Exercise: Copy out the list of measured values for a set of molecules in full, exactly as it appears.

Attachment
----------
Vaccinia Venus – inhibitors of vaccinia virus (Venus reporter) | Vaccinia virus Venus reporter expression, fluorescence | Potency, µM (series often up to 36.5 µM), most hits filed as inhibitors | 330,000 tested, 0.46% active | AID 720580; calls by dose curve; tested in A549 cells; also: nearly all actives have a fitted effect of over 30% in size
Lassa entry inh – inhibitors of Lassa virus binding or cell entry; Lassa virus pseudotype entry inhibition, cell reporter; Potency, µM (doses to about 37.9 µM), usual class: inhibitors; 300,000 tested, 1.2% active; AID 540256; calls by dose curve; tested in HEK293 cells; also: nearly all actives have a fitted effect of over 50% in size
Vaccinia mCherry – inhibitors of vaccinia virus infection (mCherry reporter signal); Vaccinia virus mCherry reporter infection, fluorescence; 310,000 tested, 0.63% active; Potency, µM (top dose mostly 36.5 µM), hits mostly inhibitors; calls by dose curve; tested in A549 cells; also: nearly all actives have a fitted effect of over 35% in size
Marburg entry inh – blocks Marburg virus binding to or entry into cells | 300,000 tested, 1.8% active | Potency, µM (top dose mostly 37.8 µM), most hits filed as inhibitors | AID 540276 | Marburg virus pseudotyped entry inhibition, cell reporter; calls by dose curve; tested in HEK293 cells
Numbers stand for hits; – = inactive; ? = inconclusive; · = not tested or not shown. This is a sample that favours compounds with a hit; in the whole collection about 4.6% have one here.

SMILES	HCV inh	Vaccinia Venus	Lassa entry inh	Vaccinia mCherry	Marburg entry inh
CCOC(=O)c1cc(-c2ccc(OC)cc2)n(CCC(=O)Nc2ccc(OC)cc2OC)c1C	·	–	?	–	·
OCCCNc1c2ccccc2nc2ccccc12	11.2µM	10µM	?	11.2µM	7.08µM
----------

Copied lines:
Vaccinia Venus – inhibitors of vaccinia virus (Venus reporter) | Vaccinia virus Venus reporter expression, fluorescence | Potency, µM (series often up to 36.5 µM), most hits filed as inhibitors | 330,000 tested, 0.46% active | AID 720580; calls by dose curve; tested in A549 cells; also: nearly all actives have a fitted effect of over 30% in size
Lassa entry inh – inhibitors of Lassa virus binding or cell entry; Lassa virus pseudotype entry inhibition, cell reporter; Potency, µM (doses to about 37.9 µM), usual class: inhibitors; 300,000 tested, 1.2% active; AID 540256; calls by dose curve; tested in HEK293 cells; also: nearly all actives have a fitted effect of over 50% in size
Vaccinia mCherry – inhibitors of vaccinia virus infection (mCherry reporter signal); Vaccinia virus mCherry reporter infection, fluorescence; 310,000 tested, 0.63% active; Potency, µM (top dose mostly 36.5 µM), hits mostly inhibitors; calls by dose curve; tested in A549 cells; also: nearly all actives have a fitted effect of over 35% in size
Marburg entry inh – blocks Marburg virus binding to or entry into cells | 300,000 tested, 1.8% active | Potency, µM (top dose mostly 37.8 µM), most hits filed as inhibitors | AID 540276 | Marburg virus pseudotyped entry inhibition, cell reporter; calls by dose curve; tested in HEK293 cells
Numbers stand for hits; – = inactive; ? = inconclusive; · = not tested or not shown. This is a sample that favours compounds with a hit; in the whole collection about 4.6% have one here.

SMILES	HCV inh	Vaccinia Venus	Lassa entry inh	Vaccinia mCherry	Marburg entry inh
CCOC(=O)c1cc(-c2ccc(OC)cc2)n(CCC(=O)Nc2ccc(OC)cc2OC)c1C	·	–	?	–	·
OCCCNc1c2ccccc2nc2ccccc12	11.2µM	10µM	?	11.2µM	7.08µM